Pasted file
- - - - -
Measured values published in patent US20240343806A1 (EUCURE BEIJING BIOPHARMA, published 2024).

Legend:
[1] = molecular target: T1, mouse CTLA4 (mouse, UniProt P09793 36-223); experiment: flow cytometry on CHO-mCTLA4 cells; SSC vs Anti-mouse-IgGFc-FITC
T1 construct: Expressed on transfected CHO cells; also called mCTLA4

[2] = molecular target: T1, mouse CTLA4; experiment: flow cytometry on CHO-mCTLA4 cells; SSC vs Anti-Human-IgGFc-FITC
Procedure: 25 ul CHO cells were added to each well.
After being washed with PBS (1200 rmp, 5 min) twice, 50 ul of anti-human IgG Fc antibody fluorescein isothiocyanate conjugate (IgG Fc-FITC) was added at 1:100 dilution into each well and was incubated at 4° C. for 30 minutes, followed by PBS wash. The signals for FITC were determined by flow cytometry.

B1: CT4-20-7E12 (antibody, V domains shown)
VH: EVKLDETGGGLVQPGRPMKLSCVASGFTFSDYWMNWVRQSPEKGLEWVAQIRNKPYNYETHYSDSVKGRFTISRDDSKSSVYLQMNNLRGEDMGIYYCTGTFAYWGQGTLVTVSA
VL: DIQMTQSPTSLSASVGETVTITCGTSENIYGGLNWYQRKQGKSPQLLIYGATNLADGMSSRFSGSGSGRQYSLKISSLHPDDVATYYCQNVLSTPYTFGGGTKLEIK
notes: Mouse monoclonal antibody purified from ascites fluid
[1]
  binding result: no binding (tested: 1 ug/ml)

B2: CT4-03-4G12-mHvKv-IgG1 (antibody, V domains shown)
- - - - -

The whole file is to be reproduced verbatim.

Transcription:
Measured values published in patent US20240343806A1 (EUCURE BEIJING BIOPHARMA, published 2024).

Legend:
[1] = molecular target: T1, mouse CTLA4 (mouse, UniProt P09793 36-223); experiment: flow cytometry on CHO-mCTLA4 cells; SSC vs Anti-mouse-IgGFc-FITC
T1 construct: Expressed on transfected CHO cells; also called mCTLA4

[2] = molecular target: T1, mouse CTLA4; experiment: flow cytometry on CHO-mCTLA4 cells; SSC vs Anti-Human-IgGFc-FITC
Procedure: 25 ul CHO cells were added to each well.
After being washed with PBS (1200 rmp, 5 min) twice, 50 ul of anti-human IgG Fc antibody fluorescein isothiocyanate conjugate (IgG Fc-FITC) was added at 1:100 dilution into each well and was incubated at 4° C. for 30 minutes, followed by PBS wash. The signals for FITC were determined by flow cytometry.

B1: CT4-20-7E12 (antibody, V domains shown)
VH: EVKLDETGGGLVQPGRPMKLSCVASGFTFSDYWMNWVRQSPEKGLEWVAQIRNKPYNYETHYSDSVKGRFTISRDDSKSSVYLQMNNLRGEDMGIYYCTGTFAYWGQGTLVTVSA
VL: DIQMTQSPTSLSASVGETVTITCGTSENIYGGLNWYQRKQGKSPQLLIYGATNLADGMSSRFSGSGSGRQYSLKISSLHPDDVATYYCQNVLSTPYTFGGGTKLEIK
notes: Mouse monoclonal antibody purified from ascites fluid
[1]
  binding result: no binding (tested: 1 ug/ml)

B2: CT4-03-4G12-mHvKv-IgG1 (antibody, V domains shown)